Climate change impacts every species on Earth, including some of the smallest insects that rely on just the right weather conditions to reproduce.
According to a new study published in the Journal of Evolutionary Biology, climate change may be hindering the ability of reproduction for a number of insects, which means they’re not multiplying like they could be.
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The study focused primarily on that of fruit fly populations. It found that populations based in higher-latitude regions, such as that of Sweden, were more found to be more vulnerable to warming climate than those found at lower-latitude regions, such as that of Spain. This is probably due to the fact that insects at lower latitudes were already used to more sporadic weather, thanks to evolution. That said, mountainous regions have the most potential for noticeable impact to insect populations from climate change.
During lab testing, when the insects were exposed to a warmer temperature difference of 9.9º Fahrenheit more than they were accustomed to, it was enough to throw their reproductive cycle out of whack permanently.
While the study acknowledges that it’s long been known that climate change can impact insects, they add that their study shows climate change making an impact at far lower temperatures than ever before seen.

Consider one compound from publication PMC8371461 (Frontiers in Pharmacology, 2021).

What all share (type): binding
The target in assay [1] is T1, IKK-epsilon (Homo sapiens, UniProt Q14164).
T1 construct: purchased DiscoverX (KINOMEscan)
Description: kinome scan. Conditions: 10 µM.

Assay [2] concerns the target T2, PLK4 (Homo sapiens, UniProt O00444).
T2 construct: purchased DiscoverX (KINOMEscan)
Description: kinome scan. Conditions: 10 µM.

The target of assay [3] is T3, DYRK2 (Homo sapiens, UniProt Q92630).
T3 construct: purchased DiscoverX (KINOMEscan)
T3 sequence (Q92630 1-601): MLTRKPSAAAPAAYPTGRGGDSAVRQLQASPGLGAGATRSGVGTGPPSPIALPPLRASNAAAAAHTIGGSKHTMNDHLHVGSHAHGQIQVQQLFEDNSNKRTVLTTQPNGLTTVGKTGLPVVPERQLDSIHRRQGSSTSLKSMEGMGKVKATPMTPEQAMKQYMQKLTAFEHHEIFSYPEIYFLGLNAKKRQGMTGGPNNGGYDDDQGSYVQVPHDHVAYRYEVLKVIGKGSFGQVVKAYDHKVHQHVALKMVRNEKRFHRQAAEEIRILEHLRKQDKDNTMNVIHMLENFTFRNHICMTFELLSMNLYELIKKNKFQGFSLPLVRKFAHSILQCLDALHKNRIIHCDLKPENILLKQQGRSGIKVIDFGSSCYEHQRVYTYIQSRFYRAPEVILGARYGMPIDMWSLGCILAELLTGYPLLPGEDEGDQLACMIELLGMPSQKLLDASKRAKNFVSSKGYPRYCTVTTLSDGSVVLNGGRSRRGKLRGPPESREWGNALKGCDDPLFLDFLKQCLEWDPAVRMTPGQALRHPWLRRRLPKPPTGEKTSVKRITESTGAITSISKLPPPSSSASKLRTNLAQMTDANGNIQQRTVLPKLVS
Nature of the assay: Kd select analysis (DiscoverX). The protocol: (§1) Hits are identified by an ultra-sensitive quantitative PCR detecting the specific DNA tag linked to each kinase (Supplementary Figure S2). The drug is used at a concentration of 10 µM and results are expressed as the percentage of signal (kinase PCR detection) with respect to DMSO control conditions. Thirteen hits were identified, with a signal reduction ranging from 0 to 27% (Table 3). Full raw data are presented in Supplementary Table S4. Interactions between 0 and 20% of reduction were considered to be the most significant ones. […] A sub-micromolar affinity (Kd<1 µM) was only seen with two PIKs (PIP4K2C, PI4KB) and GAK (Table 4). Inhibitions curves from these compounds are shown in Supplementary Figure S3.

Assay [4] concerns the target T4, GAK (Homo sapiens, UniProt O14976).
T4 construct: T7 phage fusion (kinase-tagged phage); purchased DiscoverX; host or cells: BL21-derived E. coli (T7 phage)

“We already knew that insects are feeling the effect of climate change but we now know they are felt at much lower temperatures,” said Dr Rhona Snook, a co-author of the study.
“Our study is unique as we only exposed the insects to mild heat but tested the long-term impact this had on them as both juveniles and when they reached adulthood. The results show that even small increases in temperature may still cause populations to decline because -- while these insects don't die because of the mild heat -- they produce fewer offspring.”
Moreover, although the study focuses primarily on fruit flies, it goes without saying that other insects are probably also effected, but more research would have to be conducted to confirm that for sure.
In the meantime, the goal of the scientists is to learn more of the genetics behind the two differing populations that are found at different latitudes in order to learn more about their differences and what makes certain populations more resistant than others.
“We are now interested in finding out what genes differ between Spanish and Swedish populations that allow the Spanish flies to cope better,” Snook added.
“Identifying genes that are linked to increased and decreased reproduction is something which may be very useful not only in understanding how insects will cope with climate change but from the perspective of controlling insect pests.”
While this could provide insight and answers to many questions, it could also help provide important answers to pest control products. On the other hand, as climate change is expected to continue to get worse in the future, this could spell trouble for the future of insects around the world.